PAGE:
A group of local residents travelled through to Castlemilk, Glasgow yesterday to visit Cassiltoun Housing Association and to find out about the work being carried out there. The visit included a walk round Castlemilk Park Woods, and a tour of the award-winning Castlemilk Stables building. But it was also a chance for people from both communities to share their stories and exchange ideas. We found that the history and issues of both areas were in many ways very similar, leading to interesting discussion and the opportunity of future joint initiatives.
The visit was in response to a shared activity last year, when Cassiltoun HA came over to Wester Hailes as part of the Community Connections Festival. They saw the totem pole and took part in a social history walk before creating a 3D model of the totem pole using a 3D printer. Cassiltoun residents invited the Wester Hailes residents they had met as part of this visit to go over to Castlemilk to see the work they had been doing with an area of woodlands.
May was an ideal time to visit the woodlands which were full of bluebells and wild garlic. Richard Bolton, the Community Woodland officer showed us round, explaining that the area had formed part of the Castlemilk House estate. The house was finally demolished in 1969, and the historic woodlands were neglected for decades. The Cassiltoun Trust worked with other partners including the Forestry Commission, to clear and conserve the woods as well as improving access and encouraging the local community to become involved in looking after the woods. As we walked through the tree-lined paths seeing the flowers and hearing all the bird song, it was hard to believe we were in the middle of Glasgow, surrounded by housing. We even saw a heron!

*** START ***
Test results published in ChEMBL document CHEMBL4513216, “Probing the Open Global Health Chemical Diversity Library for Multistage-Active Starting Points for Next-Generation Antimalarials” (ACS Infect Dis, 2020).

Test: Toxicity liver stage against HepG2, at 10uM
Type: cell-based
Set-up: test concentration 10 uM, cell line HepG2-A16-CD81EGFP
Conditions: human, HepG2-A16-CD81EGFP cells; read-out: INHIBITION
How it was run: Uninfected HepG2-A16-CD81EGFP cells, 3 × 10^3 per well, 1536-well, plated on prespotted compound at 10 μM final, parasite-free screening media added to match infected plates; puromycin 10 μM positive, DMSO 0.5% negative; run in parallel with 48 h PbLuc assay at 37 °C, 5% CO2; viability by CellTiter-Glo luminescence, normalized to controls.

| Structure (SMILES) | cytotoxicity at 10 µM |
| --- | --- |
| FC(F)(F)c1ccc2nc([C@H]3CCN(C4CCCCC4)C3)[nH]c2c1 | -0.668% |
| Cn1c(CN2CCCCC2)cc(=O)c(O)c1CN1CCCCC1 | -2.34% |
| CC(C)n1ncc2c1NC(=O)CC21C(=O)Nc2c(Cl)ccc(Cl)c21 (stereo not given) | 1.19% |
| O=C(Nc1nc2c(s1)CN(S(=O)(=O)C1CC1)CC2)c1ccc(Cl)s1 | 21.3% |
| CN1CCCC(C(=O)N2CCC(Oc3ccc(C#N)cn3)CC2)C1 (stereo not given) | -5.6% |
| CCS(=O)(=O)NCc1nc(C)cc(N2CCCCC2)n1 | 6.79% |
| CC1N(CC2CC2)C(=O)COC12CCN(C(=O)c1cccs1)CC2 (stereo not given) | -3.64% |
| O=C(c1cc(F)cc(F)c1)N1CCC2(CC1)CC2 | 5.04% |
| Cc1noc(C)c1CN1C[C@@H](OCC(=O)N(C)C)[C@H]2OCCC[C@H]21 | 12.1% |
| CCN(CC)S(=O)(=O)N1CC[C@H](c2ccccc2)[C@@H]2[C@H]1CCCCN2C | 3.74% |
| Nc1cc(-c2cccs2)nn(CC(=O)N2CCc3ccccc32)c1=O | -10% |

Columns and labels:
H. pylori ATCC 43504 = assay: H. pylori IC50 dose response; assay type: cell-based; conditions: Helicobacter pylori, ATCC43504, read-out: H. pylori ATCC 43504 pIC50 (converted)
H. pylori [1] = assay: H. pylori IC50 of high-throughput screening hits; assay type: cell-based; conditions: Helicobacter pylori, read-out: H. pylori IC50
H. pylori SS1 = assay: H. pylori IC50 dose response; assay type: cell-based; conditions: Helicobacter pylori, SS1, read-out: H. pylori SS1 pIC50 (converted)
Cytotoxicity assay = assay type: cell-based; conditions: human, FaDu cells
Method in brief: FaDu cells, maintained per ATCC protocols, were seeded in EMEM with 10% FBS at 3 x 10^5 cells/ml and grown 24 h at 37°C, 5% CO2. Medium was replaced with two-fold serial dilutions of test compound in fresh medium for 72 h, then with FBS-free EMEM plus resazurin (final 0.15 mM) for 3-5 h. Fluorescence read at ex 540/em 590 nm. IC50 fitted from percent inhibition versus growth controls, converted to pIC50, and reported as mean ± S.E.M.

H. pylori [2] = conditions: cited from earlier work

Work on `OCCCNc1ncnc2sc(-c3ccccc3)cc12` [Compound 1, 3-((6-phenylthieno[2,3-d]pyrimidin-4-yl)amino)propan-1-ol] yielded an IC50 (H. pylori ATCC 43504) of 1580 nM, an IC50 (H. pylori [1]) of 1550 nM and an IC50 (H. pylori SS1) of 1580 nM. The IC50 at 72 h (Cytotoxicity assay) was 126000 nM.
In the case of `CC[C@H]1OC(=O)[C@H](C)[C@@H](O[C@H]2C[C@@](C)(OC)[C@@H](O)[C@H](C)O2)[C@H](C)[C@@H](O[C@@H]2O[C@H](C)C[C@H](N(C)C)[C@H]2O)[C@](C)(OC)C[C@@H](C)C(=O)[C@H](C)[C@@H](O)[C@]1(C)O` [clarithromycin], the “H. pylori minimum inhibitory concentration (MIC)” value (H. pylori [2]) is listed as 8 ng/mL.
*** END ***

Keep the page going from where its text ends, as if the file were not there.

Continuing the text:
The group was also shown round the Castlemilk Stables which was originally a Georgian stables block for Castlemilk House and was one of the few buildings left from the original estate. Cassiltoun Trust raised £4.5 million to renovate it and the award-winning building is now used by Cassiltoun HA and others as office and community space.
Everyone from both communities really enjoyed the day and agreed that we should organise another visit and meeting to follow up on potential ways we could share joint projects.
You can find more information about the places we visited at